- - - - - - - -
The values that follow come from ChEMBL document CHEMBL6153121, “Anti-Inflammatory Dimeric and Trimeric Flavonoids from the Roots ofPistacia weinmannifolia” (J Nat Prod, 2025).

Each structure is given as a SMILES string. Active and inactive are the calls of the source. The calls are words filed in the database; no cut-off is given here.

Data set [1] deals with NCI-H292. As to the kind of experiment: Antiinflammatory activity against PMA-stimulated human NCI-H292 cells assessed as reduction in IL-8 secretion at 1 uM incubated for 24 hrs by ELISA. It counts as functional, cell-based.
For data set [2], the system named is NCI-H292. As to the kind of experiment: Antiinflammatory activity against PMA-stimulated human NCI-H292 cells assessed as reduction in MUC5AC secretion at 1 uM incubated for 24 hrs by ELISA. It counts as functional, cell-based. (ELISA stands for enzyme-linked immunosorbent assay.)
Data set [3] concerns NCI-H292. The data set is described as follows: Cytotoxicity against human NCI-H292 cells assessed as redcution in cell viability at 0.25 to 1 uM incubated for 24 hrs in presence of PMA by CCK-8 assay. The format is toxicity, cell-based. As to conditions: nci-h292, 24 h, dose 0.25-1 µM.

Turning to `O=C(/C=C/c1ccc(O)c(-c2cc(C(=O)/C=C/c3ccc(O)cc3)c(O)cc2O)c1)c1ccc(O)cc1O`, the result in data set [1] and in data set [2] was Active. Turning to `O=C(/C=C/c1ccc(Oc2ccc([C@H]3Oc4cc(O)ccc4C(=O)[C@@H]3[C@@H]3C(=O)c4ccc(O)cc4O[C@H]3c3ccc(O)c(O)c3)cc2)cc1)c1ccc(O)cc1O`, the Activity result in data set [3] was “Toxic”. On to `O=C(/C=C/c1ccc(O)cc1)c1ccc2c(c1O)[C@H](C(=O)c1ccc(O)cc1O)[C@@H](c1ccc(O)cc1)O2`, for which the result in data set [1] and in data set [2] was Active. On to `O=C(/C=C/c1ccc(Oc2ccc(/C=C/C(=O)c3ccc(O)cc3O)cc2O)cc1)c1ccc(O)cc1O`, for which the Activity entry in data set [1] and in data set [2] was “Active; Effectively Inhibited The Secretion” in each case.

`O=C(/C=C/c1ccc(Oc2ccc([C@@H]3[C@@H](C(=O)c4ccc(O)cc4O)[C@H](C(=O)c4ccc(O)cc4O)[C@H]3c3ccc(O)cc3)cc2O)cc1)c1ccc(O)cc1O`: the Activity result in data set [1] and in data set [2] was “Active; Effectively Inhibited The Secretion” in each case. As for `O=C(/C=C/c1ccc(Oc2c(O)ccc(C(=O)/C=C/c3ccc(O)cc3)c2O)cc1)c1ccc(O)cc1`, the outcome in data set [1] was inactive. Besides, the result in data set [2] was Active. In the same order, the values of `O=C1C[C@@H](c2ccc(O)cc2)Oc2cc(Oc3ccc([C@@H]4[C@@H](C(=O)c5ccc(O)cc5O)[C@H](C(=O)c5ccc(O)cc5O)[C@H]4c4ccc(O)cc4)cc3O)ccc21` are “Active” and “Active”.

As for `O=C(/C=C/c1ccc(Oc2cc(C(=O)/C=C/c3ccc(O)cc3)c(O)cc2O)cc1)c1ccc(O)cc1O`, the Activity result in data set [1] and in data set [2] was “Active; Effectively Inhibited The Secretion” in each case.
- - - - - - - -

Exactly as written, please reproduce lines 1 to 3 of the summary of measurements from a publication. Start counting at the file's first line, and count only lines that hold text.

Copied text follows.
The values that follow come from ChEMBL document CHEMBL6153121, “Anti-Inflammatory Dimeric and Trimeric Flavonoids from the Roots ofPistacia weinmannifolia” (J Nat Prod, 2025).

Each structure is given as a SMILES string. Active and inactive are the calls of the source. The calls are words filed in the database; no cut-off is given here.

Data set [1] deals with NCI-H292. As to the kind of experiment: Antiinflammatory activity against PMA-stimulated human NCI-H292 cells assessed as reduction in IL-8 secretion at 1 uM incubated for 24 hrs by ELISA. It counts as functional, cell-based.